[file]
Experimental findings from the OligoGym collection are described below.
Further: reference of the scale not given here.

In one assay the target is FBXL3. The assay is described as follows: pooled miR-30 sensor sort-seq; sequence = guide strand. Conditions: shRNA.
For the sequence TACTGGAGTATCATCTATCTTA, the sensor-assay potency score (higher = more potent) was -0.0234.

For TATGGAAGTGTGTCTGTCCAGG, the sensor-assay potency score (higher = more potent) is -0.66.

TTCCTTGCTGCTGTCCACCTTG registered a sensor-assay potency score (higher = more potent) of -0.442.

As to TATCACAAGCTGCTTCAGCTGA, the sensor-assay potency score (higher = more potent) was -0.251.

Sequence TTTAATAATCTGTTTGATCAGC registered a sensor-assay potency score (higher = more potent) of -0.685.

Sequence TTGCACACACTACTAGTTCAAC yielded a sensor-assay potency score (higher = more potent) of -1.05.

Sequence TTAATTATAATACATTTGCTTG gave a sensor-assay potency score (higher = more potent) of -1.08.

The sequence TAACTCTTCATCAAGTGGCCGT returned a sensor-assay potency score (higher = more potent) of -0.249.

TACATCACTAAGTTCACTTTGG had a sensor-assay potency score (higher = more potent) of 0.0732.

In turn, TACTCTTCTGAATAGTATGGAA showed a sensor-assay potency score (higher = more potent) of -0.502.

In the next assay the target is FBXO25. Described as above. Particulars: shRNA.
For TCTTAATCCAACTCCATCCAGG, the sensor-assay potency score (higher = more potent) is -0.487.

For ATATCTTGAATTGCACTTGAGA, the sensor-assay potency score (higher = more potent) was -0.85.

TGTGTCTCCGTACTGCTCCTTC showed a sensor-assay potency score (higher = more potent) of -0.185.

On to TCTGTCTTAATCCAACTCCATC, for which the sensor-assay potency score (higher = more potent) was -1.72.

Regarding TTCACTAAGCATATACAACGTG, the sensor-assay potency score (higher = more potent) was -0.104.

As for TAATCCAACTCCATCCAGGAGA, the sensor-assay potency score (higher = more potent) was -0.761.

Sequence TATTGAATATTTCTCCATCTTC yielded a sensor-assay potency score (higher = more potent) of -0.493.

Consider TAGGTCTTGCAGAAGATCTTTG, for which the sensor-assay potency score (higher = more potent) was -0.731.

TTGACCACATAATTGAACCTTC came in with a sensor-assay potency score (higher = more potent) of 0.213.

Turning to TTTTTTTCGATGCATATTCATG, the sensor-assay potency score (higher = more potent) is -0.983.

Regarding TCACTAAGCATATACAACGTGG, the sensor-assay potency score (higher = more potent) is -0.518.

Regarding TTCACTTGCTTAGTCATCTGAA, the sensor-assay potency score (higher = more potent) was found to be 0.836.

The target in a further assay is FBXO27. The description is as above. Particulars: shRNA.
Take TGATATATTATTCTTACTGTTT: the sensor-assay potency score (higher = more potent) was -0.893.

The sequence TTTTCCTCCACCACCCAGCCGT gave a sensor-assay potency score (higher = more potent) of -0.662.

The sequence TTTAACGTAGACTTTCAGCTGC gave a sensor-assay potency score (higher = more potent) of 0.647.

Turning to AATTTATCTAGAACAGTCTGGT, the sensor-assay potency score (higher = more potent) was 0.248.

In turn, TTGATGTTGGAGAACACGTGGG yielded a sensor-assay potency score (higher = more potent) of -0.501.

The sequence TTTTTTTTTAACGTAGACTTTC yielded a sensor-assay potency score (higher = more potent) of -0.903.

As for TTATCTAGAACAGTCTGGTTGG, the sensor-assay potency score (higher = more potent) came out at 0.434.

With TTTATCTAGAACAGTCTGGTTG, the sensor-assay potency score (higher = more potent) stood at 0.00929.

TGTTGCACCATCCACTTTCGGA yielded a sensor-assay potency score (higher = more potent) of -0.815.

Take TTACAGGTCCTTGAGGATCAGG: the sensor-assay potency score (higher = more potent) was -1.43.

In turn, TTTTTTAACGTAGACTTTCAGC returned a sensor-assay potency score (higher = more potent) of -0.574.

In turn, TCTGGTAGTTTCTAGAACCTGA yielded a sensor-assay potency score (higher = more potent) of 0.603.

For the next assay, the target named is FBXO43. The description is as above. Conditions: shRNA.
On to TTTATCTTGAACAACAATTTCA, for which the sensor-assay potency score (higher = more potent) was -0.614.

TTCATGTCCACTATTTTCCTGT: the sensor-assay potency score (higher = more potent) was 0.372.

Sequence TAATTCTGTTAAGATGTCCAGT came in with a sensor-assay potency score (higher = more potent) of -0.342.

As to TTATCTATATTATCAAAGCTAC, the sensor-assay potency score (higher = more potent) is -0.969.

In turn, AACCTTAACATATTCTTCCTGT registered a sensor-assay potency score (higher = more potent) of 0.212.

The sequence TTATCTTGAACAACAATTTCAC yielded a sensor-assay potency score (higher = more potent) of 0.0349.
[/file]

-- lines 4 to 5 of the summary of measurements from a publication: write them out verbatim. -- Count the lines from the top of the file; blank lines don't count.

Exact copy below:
For the sequence TACTGGAGTATCATCTATCTTA, the sensor-assay potency score (higher = more potent) was -0.0234.

For TATGGAAGTGTGTCTGTCCAGG, the sensor-assay potency score (higher = more potent) is -0.66.